The DC-DC converter also includes a separately regulated isolation stage adapted for supplying DC electrical power to the load at the output voltage that is significantly lower than the voltage which the DC-DC converter receives from the high-voltage DC power supply. The regulated isolation stage includes an isolation transformer having a primary winding that receives DC electrical power from the output of the voltage-reduction stage. The isolation transformer also has a secondary winding that is magnetically coupled to the primary winding. The regulated isolation stage includes also includes at least one transformer electronic switch connected to the primary winding of the isolation transformer. The transformer electronic switch alternatively:

1. permits electrical current to flow between the output of the voltage-reduction stage through the primary winding of the isolation transformer and the transformer electronic switch to the second output terminal of the high-voltage DC power supply; and

2. blocks the flow of electrical current between the output of the voltage-reduction stage through the primary winding of the isolation transformer and the transformer electronic switch to the second output terminal of the high-voltage DC power supply.

This operation of the transformer electronic switch induces an alternating current (“AC”) in the secondary winding of the isolation transformer.

The regulated isolation stage also includes a rectifier circuit coupled to the secondary winding of the isolation transformer. The rectifier circuit rectifies the AC received from the secondary winding to produce therefrom DC electrical power which the DC-DC converter is adapted for supplying to the load. An output-voltage sensor, included in the regulated isolation stage, produces an output signal which is responsive to the output voltage supplied to the load.

A low-voltage, isolation-stage IC, included in the regulated isolation stage, is energized by DC electrical power received from the output terminals of the high-voltage DC power supply. The isolation-stage IC receives the output signal produced by the output-voltage sensor and supplies an electrical signal to the transformer electronic switch for controlling the alternative electrical coupling and de-coupling effected by the transformer electronic switch. The isolation-stage IC produces this electrical signal responsive to the output signal received from the output-voltage sensor. An isolation-stage current source included in the regulated isolation stage, is coupled to the isolation-stage IC to effect a controlled flow of electrical current between the output terminals of the high-voltage DC power supply through the voltage-reduction IC and the voltage-reduction current source.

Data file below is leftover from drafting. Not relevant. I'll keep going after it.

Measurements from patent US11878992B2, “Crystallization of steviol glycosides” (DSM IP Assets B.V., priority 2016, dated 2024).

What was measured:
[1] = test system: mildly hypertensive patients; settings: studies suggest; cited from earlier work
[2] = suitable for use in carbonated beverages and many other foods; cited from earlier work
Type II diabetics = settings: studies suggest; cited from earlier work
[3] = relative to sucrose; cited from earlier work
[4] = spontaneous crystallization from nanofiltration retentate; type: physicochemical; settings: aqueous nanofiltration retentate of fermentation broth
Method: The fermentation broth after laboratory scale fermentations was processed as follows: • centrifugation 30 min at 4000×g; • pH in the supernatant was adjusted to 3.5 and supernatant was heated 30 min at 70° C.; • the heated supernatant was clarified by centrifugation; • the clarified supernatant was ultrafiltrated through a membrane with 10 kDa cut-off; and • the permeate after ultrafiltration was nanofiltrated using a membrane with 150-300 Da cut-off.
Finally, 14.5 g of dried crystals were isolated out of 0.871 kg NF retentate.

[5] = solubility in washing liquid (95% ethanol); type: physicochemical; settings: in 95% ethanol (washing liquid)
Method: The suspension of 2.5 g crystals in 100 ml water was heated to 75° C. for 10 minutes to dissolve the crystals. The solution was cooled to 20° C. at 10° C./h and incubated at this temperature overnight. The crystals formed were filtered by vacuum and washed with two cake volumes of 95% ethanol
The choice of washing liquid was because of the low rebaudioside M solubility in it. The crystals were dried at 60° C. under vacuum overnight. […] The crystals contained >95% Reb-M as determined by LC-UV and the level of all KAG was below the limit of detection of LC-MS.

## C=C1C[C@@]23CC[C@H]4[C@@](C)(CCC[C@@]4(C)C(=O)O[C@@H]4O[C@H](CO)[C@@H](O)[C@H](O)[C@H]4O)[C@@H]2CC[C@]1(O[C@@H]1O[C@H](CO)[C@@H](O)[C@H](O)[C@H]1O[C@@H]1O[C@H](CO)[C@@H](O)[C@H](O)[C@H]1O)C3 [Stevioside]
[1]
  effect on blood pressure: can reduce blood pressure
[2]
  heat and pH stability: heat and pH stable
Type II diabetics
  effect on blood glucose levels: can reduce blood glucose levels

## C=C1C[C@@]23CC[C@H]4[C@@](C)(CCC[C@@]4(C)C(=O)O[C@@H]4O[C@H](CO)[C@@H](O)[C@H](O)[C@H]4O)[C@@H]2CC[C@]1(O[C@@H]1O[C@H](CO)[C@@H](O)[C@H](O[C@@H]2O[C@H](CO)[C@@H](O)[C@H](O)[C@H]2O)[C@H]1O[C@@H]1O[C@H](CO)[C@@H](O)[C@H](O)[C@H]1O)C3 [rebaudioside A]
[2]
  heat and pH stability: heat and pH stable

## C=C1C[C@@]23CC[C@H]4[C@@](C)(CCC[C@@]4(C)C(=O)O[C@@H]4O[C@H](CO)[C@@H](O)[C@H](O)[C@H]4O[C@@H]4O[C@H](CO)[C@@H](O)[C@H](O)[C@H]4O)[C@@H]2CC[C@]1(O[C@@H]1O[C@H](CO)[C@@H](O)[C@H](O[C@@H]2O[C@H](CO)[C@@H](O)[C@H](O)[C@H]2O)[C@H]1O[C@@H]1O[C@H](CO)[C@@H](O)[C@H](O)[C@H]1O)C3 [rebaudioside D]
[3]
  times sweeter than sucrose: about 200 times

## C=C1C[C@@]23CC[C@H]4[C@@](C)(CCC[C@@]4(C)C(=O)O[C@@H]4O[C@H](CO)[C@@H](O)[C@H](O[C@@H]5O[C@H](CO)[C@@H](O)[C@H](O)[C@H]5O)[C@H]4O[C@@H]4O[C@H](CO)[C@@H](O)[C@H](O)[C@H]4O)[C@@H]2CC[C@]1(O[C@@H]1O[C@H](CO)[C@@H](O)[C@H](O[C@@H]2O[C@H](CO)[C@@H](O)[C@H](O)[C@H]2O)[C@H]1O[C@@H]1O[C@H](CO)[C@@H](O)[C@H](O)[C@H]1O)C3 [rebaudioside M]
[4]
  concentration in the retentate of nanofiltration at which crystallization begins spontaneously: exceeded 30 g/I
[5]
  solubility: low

A reduction-stage feedback circuit couples an output signal produced by the isolation-stage IC to the voltage-reduction IC to control the electrical signal which the voltage-reduction IC supplies to the voltage-reduction electronic switch.

These and other features, objects and advantages will be understood or apparent to those of ordinary skill in the art from the following detailed description of the preferred embodiment as illustrated in the various drawing figures.

BRIEF DESCRIPTION OF THE DRAWINGS

FIG. 1 is a block diagram depicting a DC-DC converter in accordance with the present invention.